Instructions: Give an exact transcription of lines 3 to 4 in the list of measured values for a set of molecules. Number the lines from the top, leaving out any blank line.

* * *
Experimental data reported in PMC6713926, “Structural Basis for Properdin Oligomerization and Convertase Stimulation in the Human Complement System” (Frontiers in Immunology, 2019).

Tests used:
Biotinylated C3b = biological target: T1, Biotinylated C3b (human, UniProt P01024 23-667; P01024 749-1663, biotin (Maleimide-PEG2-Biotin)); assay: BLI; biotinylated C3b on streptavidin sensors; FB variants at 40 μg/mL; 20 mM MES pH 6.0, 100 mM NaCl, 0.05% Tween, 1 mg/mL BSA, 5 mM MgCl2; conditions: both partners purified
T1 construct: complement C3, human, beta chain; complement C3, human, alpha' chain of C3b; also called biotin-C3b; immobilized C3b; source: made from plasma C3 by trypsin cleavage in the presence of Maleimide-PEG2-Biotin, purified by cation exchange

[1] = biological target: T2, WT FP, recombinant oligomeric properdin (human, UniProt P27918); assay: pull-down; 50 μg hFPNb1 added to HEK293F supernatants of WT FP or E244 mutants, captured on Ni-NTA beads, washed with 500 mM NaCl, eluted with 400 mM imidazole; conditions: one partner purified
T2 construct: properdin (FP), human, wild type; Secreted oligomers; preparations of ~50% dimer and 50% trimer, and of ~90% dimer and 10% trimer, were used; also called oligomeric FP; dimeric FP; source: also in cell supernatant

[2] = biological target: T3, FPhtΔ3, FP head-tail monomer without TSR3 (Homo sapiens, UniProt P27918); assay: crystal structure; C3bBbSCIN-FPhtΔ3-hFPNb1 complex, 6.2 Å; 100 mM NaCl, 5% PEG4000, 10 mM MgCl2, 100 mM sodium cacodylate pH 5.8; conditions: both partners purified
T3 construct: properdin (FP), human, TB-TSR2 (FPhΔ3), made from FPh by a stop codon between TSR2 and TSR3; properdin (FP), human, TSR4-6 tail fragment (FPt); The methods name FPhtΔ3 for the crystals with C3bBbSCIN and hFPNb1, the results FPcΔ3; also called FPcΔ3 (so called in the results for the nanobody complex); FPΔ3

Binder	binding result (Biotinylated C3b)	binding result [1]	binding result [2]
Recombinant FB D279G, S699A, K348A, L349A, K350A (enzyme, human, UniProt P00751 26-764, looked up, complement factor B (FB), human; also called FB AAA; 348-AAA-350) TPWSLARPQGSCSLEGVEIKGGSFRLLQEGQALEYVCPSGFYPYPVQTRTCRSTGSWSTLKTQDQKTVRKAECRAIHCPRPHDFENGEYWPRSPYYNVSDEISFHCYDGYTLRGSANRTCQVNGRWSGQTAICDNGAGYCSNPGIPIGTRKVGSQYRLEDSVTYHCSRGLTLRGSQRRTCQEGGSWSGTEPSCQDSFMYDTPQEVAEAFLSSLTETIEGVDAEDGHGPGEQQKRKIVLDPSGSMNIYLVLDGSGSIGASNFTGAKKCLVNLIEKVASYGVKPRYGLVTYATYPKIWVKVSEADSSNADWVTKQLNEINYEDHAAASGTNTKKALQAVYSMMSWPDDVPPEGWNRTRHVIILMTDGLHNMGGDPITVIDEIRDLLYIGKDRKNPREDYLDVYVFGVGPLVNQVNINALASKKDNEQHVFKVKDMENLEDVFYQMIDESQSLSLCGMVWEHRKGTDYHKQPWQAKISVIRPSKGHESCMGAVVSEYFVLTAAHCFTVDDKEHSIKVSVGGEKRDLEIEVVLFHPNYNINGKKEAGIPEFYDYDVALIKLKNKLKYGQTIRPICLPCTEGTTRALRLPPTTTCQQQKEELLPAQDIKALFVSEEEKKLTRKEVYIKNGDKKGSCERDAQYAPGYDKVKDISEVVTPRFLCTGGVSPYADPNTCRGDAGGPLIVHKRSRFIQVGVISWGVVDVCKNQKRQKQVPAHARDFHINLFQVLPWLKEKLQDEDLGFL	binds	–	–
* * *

Biotinylated C3b = biological target: T1, Biotinylated C3b (human, UniProt P01024 23-667; P01024 749-1663, biotin (Maleimide-PEG2-Biotin)); assay: BLI; biotinylated C3b on streptavidin sensors; FB variants at 40 μg/mL; 20 mM MES pH 6.0, 100 mM NaCl, 0.05% Tween, 1 mg/mL BSA, 5 mM MgCl2; conditions: both partners purified
T1 construct: complement C3, human, beta chain; complement C3, human, alpha' chain of C3b; also called biotin-C3b; immobilized C3b; source: made from plasma C3 by trypsin cleavage in the presence of Maleimide-PEG2-Biotin, purified by cation exchange